• Ensuring that the necessary trade tools enable fair and open trade and a level playing field – both internally and externally;
  • And ensuring that trade is sustainable, promotes the EU’s values and is focused on climate action in line with the priorities of the incoming commission and the concerns of the parliament.

The commissioner designate stated that trade “cannot fulfill its potential” without the stability and predictability that comes from a “rules-based multilateralism”.

“My commission will keep championing this approach and ensure that we uphold and update the rules-based global order. The international rules-based trading order, with the WTO at its core, is facing its biggest challenge to date.

The WTO is essential, but it needs to be updated.

“It offers a route to resolve trade disputes based on rules rather than the law of the jungle – this is why we need to uphold and defend it.

“If confirmed I will dare to do my utmost to prevent the collapse of the WTO dispute settlement mechanism and find a systemic solution to reform the body.”

Rule book

At the same time, the Kilkenny native said he will work hard with other WTO members to reinvigorate the negotiation functions of the organisation.

“The rule book needs to be updated to address issues such as the rampant use of subsidies by China, and others, and forced technology transfers.

“In the current international context too many of our partners are on the path towards protectionism.

Europe needs to speak up for fair, open and rules-based trade.

If confirmed as Trade Commissioner he says he will show leadership, work constructively and strive for positive outcomes – but will also be strong in standing up for EU interests.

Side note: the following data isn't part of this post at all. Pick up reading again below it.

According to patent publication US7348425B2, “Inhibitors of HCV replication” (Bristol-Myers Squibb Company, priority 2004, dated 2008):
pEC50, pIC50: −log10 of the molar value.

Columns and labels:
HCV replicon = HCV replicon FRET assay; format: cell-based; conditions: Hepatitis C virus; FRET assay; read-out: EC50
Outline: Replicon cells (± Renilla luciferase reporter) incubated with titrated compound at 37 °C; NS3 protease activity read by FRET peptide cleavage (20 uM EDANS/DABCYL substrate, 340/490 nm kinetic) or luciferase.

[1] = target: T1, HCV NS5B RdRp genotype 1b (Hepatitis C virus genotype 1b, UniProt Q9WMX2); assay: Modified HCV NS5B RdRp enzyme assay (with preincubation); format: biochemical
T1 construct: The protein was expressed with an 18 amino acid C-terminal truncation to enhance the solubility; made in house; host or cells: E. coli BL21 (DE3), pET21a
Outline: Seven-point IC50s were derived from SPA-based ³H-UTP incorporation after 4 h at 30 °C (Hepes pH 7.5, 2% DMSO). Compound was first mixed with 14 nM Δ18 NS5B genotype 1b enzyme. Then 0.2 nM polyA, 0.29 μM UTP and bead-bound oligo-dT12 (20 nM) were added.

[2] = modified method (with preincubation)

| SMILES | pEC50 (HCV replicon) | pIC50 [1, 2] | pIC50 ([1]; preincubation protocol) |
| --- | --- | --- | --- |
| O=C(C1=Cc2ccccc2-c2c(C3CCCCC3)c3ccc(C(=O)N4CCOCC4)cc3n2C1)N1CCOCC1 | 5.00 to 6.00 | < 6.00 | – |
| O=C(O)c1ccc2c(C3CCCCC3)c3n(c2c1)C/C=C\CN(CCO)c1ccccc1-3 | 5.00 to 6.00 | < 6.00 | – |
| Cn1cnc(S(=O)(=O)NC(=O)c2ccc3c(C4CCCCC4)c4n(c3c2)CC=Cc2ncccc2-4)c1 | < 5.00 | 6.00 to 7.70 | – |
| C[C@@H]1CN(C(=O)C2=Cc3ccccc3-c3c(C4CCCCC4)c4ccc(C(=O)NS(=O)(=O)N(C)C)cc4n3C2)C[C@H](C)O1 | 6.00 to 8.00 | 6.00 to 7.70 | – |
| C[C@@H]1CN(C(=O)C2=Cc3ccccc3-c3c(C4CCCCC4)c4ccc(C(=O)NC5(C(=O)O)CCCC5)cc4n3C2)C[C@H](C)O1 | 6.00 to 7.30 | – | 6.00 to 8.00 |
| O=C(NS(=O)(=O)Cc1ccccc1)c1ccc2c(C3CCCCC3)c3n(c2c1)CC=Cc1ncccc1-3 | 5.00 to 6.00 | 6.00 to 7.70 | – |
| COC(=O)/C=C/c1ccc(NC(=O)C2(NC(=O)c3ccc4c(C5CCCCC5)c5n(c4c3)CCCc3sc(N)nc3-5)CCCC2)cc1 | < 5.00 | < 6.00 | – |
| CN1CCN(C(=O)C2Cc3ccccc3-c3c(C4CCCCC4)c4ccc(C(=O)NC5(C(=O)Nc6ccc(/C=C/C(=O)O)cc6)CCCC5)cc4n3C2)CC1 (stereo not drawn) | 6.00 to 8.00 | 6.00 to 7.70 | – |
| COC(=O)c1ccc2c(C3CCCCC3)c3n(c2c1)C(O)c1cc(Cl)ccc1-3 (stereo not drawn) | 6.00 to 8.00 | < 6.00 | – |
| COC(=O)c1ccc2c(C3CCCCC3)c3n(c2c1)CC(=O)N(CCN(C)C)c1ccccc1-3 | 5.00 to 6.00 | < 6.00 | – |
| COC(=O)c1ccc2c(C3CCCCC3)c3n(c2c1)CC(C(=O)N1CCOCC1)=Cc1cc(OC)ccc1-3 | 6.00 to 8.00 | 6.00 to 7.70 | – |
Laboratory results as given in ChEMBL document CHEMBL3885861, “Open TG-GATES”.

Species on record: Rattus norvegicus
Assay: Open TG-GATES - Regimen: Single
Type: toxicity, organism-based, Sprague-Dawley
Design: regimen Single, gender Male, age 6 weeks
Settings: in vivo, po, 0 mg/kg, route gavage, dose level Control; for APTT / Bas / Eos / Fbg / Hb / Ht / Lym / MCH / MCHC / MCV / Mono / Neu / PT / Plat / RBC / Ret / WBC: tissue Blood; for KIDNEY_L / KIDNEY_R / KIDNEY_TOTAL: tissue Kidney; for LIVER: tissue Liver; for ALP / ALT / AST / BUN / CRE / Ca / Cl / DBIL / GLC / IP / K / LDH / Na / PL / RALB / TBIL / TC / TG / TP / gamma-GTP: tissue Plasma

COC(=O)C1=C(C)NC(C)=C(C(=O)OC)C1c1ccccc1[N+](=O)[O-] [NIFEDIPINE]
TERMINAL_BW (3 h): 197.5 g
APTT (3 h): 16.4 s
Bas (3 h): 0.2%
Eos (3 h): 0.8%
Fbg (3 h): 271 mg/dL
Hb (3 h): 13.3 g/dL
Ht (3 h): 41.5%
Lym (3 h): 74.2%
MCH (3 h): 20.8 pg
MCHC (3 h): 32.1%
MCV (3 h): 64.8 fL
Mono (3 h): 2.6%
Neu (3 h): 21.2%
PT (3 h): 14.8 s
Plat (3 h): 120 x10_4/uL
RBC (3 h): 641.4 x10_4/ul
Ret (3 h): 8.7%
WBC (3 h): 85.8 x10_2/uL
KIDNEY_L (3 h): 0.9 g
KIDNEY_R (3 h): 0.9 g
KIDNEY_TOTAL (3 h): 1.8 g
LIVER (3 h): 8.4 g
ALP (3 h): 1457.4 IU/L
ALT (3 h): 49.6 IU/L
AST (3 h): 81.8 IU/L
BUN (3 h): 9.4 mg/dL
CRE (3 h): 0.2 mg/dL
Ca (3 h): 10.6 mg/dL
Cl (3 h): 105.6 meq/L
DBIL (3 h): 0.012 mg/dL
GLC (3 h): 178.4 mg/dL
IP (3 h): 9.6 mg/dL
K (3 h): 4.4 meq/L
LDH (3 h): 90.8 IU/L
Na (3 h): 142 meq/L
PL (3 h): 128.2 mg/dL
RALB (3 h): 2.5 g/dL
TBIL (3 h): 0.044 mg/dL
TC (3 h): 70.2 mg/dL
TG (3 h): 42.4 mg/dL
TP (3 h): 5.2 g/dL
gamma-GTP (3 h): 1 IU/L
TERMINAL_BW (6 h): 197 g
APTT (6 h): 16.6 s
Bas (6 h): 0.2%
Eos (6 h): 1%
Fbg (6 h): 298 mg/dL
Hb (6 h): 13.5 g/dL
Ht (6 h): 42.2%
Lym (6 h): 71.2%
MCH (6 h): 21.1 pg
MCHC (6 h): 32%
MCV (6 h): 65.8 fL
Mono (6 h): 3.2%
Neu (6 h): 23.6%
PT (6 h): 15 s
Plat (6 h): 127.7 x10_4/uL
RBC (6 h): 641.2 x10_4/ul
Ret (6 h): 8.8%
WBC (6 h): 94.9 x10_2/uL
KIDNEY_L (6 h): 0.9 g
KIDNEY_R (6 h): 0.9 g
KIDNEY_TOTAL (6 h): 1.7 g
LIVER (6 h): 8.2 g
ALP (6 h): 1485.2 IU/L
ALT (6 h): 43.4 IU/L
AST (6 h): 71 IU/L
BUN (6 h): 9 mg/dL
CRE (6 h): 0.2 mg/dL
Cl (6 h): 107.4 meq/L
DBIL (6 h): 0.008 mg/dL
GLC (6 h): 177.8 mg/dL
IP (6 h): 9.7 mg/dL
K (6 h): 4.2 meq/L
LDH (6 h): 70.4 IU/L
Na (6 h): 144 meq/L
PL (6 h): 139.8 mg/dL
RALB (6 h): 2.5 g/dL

He said the EU will continue to move forward and work to reduce trade tensions, highlighting the EU Commissioner Jean Claude Junker’s meeting with US President Donald Trump in July 2018.

“I am committed to working on a positive transatlantic agenda and I will be open to the rapid resolution on trade disputes with my US counterpart.

Also Read: ‘I always seem to inherit a job when things are not going too well’ – Hogan

“We achieved this this year on the hormone-free beef quota, but to reach our objective we need to have willing partners.

“The relationship between security, technology and trade is evolving very rapidly; it is affecting our relationship with all major players and we are ready to engage with the US on these issues.”

China

Hogan said the EU and the US share a common understanding on the challenges posed by China’s use of subsidies and the heavy involvement of the state in its economy.

“It stands to reason that we should find ground to cooperate on such strategic questions.